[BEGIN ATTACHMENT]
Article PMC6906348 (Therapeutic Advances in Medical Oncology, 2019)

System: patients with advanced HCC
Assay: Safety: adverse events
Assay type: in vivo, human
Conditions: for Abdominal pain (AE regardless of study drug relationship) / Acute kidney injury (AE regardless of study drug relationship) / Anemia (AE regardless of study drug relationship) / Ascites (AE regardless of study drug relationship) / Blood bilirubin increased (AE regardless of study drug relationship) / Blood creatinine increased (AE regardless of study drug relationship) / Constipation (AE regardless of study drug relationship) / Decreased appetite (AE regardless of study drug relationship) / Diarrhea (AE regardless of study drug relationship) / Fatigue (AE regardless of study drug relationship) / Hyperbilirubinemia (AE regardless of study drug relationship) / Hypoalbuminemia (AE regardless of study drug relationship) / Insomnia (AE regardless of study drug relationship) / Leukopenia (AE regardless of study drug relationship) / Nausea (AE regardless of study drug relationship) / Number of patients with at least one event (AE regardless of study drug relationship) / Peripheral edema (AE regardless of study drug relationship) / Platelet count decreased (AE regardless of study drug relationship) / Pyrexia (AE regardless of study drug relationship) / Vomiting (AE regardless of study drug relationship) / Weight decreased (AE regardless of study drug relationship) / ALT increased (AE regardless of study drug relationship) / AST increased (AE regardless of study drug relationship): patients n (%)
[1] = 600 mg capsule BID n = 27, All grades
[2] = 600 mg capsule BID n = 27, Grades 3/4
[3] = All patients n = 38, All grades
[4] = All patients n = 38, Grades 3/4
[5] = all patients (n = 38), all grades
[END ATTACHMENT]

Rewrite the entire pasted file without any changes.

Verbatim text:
Article PMC6906348 (Therapeutic Advances in Medical Oncology, 2019)

System: patients with advanced HCC
Assay: Safety: adverse events
Assay type: in vivo, human
Conditions: for Abdominal pain (AE regardless of study drug relationship) / Acute kidney injury (AE regardless of study drug relationship) / Anemia (AE regardless of study drug relationship) / Ascites (AE regardless of study drug relationship) / Blood bilirubin increased (AE regardless of study drug relationship) / Blood creatinine increased (AE regardless of study drug relationship) / Constipation (AE regardless of study drug relationship) / Decreased appetite (AE regardless of study drug relationship) / Diarrhea (AE regardless of study drug relationship) / Fatigue (AE regardless of study drug relationship) / Hyperbilirubinemia (AE regardless of study drug relationship) / Hypoalbuminemia (AE regardless of study drug relationship) / Insomnia (AE regardless of study drug relationship) / Leukopenia (AE regardless of study drug relationship) / Nausea (AE regardless of study drug relationship) / Number of patients with at least one event (AE regardless of study drug relationship) / Peripheral edema (AE regardless of study drug relationship) / Platelet count decreased (AE regardless of study drug relationship) / Pyrexia (AE regardless of study drug relationship) / Vomiting (AE regardless of study drug relationship) / Weight decreased (AE regardless of study drug relationship) / ALT increased (AE regardless of study drug relationship) / AST increased (AE regardless of study drug relationship): patients n (%)
[1] = 600 mg capsule BID n = 27, All grades
[2] = 600 mg capsule BID n = 27, Grades 3/4
[3] = All patients n = 38, All grades
[4] = All patients n = 38, Grades 3/4
[5] = all patients (n = 38), all grades